Sometimes it pays off to look one step ahead, i.e. to check if the items and its properties represented by a Wikipedia table are also available in the Wikidata knowledge base. Depending on the data, instead of parsing the wiki text table, it might be easier to query Wikidata for that data. As an example, when trying to extract - say - country calling codes ...


2

I don't usually do things by manually, but if you only need to do it once, it's sometimes cost effective. In this case, you can go to the Edit page and copy the text. Since it's formatted as a table, you can use command line tools (or a text editor like Notepad++ to parse into a CSV). .... See also the [[List of television stations in the United States by ...


2

another option, and imo the easiest to implement, although that comes with a tradeoff in regards to owning your data outright. sign up for basic (free) scraperwiki.org account, and then log in. select create a new dataset, select extract data tables, then place the wikipedia url (any url) into the input form control and click extract tables. now your ...


2

You can use the organization_type filter on the CKAN API, e.g. http://catalog.data.gov/api/action/package_search?q=organization_type:%22City%20Government%22+AND+dataset_type:dataset But as others have said, Data.gov is only including city datasets that have given Data.gov permission to do so and who are providing their metadata using the Project Open ...


1

There is no open data source that I am aware of that would be able to provide foot traffic at the hourly level for the method you are looking for. That being said, an option would be to look up recent traffic studies and see if they include pedestrian and bicycle counts for the study area you are looking at. On the commercial side, you can talk with the ...


1

Other than CrossRef alone, OpenCitations might be of help to you as well.


1

I have personally found that using Perl and Spreadsheet::ParseExcel was relatively simple and useful for extracting data from Excel sheets. Another approach that may work is to upload into Google and use the Google APIs to extract the data.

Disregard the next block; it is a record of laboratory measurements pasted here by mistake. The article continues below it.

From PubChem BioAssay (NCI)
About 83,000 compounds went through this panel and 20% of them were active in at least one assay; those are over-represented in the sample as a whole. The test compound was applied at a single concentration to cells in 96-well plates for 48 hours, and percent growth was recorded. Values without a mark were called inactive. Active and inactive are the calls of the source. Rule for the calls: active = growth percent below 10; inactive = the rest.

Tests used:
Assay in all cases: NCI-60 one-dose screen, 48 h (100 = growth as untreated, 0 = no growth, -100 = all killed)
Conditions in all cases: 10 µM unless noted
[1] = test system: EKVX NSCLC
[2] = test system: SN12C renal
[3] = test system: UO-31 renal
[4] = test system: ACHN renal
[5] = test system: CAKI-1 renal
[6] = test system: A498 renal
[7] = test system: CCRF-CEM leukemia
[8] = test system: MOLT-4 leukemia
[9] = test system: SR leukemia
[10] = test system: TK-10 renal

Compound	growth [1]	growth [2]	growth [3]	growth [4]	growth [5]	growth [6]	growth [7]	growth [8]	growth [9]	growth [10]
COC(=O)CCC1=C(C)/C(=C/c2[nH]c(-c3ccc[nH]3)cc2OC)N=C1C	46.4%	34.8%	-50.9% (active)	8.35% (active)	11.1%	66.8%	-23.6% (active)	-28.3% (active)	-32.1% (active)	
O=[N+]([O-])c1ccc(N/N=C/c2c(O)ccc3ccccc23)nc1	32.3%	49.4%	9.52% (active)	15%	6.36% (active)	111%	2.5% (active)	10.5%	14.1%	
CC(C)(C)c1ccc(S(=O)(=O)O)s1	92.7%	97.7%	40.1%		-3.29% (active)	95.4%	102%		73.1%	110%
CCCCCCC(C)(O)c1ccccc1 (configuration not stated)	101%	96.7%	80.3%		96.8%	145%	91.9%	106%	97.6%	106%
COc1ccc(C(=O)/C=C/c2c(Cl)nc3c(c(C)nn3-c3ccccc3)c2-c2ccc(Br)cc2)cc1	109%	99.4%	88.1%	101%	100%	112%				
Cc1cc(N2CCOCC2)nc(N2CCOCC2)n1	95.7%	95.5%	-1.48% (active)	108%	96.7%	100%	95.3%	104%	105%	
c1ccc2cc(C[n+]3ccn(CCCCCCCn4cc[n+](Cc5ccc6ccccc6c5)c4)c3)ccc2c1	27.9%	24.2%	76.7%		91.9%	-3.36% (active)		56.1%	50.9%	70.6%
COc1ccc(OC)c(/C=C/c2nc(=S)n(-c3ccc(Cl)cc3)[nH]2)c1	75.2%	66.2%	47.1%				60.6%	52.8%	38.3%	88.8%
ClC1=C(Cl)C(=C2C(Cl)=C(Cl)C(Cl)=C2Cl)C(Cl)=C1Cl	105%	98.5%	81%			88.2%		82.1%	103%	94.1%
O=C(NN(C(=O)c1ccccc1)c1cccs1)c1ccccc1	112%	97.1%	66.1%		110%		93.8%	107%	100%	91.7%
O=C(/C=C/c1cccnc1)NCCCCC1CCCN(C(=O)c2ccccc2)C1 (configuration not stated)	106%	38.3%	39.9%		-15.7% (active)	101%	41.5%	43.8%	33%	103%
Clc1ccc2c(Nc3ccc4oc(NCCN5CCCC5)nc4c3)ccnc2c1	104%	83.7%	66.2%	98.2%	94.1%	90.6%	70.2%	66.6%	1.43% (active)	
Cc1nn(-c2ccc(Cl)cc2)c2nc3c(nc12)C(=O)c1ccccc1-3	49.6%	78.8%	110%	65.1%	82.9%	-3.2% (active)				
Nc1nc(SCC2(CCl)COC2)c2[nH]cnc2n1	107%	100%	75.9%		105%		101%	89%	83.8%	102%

1

note: this answer is based on another answer, with some modifications for your question. Google Trends doesn't have an API, but you can follow instructions from this great blog post to hack it. The raw data is in JSON form here: http://hawttrends.appspot.com/api/terms/ and using this curl command you can change date and region: curl --data "ajax=1&...


1

I'm a python fan, so that is the path I normally take. If the CVs are in PDF format, then I use pdftotext to convert them into .txt files (without formatting). Once in .txt files, to find email addresses, I usually split the lines into individual strings, and then look for strings that contain the '@' character. Since that may include twitter names or ...


1

You can try http://www.reddit.com/r/opendata too. Some of those particular redditors like things like this. In a previous role I've drummed up support through there too.


1

TableTools2 https://addons.mozilla.org/en-US/firefox/addon/tabletools2/ It's a Firefox addon that enables right-click copying of the table like this: It works quite well and is very stable.


1

You can try with http://pasty.link/ that it has ad hoc function to export in csv and json file.


1

The tabulizer R package wraps the command line tabula extractor Java application at the heart of tabula so you can easily call tabula from R and retrieve tables from one or more PDFs from within an R programme. As well as the tabula component guessing at table locations (though you can specify areas of the page tabula should scrape from if you want it to) ...


1

You can give a shot to TrapRange (open source, MIT License, Java): Some sample pdf files and results: Input file: sample-1.pdf, result: sample-1.html Input file: sample-4.pdf, result: sample-4.html It relies on Apache PDFBox, which is an open source Java tool for working with PDF documents. FYI: Can OCR software reliably read values from a table?


Only top voted, non community-wiki answers of a minimum length are eligible